Arsenal hope to end a nine-year wait for a trophy when they take on Hull in Saturday's FA Cup final at Wembley.
The Gunners last lifted silverware when they beat Manchester United in the 2005 FA Cup final in Cardiff, while Hull are appearing in their first major final.
"We're rank outsiders," said Hull manager Steve Bruce.
"Arsenal are clear favourites but for a club like ours to take on the mighty Arsenal has a ring to it which is what the FA Cup is all about."
The match kicks-off at Wembley at 17:00 BST in front of almost 90,000 fans, including Football Association president HRH The Duke of Cambridge.
Former X-Factor winner Leona Lewis will sing the traditional Cup final hymn 'Abide with me' as well as the national anthem before kick-off.
Fans of both teams were allocated 25,000 tickets each, with approximately 20,000 tickets distributed by the FA to volunteers from the counties, leagues, local clubs and charities.
Tickets were also awarded to the 92 Premier League and Football League clubs, plus another 134 clubs and all clubs that reached the third round of this season's competition.
Arsenal are in their 18th FA Cup final this weekend, matching the record of Manchester United. They will also match United's record of 11 wins if they lift the trophy.
The winners will receive £1.8m in prize money, with the runners-up receiving £900,000. They will also be handed a brand new trophy, the third edition of the iconic cup, designed more than a century ago in 1911.
But since winning the 2005 final the club's fans have had to wait for success, with defeats in the final of the 2006 Champions League and League Cup finals of 2007 and 2011.
Wenger said: "The drought may make it a little more difficult but at the end of the day once you walk over the line you just focus on your football.
"You don't play with the history, you play with your quality and your desire to play well.
"We need to just turn up and play well."
Both sides have already secured European football for next season. Arsenal will be in the Champions League after finishing fourth in the Premier League, while Hull will compete in the Europa League for the first time in their history.
If Hull win the Cup, they will enter the Europa League group stage, while if Arsenal win the Cup, Hull will enter in the third qualifying round.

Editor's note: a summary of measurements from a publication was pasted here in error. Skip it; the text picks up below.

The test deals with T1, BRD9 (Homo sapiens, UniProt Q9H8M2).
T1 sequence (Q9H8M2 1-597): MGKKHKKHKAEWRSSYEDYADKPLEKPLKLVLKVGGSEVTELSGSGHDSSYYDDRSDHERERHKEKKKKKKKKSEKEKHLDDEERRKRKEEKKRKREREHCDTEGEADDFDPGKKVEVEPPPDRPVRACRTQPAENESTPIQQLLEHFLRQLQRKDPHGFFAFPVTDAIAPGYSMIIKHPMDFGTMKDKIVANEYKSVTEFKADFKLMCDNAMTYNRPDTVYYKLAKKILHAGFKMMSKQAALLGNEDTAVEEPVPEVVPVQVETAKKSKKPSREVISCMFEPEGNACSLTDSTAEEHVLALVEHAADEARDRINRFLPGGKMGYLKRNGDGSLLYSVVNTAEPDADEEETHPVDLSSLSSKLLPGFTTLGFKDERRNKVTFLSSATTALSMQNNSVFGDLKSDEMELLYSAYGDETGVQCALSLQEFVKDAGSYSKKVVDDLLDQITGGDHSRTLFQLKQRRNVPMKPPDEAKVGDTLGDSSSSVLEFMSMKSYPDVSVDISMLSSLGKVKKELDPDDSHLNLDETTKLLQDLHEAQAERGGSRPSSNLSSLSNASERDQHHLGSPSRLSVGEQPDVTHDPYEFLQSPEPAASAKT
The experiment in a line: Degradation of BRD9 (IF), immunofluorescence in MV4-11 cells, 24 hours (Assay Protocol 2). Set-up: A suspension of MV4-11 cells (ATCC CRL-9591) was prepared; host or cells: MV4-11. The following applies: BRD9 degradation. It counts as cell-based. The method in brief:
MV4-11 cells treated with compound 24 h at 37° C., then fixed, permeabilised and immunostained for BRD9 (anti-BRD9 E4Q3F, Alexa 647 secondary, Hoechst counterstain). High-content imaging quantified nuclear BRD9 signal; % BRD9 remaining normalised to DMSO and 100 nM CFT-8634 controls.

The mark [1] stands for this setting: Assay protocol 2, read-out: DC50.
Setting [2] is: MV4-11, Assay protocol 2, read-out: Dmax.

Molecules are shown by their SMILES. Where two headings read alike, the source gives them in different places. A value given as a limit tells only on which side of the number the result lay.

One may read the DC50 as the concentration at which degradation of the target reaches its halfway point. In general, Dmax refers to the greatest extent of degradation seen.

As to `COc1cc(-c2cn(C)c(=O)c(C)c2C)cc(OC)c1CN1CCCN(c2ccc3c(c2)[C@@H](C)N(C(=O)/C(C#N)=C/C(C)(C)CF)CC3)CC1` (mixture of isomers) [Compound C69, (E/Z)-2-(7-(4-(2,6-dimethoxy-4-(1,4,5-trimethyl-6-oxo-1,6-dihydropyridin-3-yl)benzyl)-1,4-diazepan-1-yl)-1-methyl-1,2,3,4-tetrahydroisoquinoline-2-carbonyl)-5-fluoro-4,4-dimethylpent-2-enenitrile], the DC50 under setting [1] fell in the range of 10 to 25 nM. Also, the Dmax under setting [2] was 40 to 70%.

Last year's final saw an upset as relegated Wigan beat Manchester City, and Bruce hopes for a repeat this year.
"It's the mighty Arsenal with all their history, tradition, huge support and a huge club against the smaller club and the attraction is the ability of the smaller club to turn them over," he said.
"We have to hope that we can do that and we have every belief that we can. That brings a little bit of the glamour back to the competition along with what Wigan did last year.
"Wigan's win said to me that we had a chance. We were never going to win the Premier League, but I asked if we could win six games in the FA Cup. We've won five so far. Can we add the sixth? It would be terrific if we could."
Arsenal striker Lukas Podolski says there is increased pressure because they have gone so long without a trophy, but is confident the Gunners will prevail.
"It's a big game not only for the manager, for the club, for the fans as well," he said. "When you win nothing for nine years and and you are in the final, the pressure is big.
"We are playing against a strong team. They will fight and run and give their all. Of course we are the favourites because we are the better team but it's a final - one game - and it's not easy.
"If we play as we did in the last weeks, home and away, we will win this cup."
Saturday also sees the Scottish Cup final take place at Celtic Park, where St Johnstone face Dundee United.
The football season concludes with the Champions League final between Real Madrid and Atletico Madrid on Saturday, 24 May, before the World Cup finals begin in Brazil on 12 June.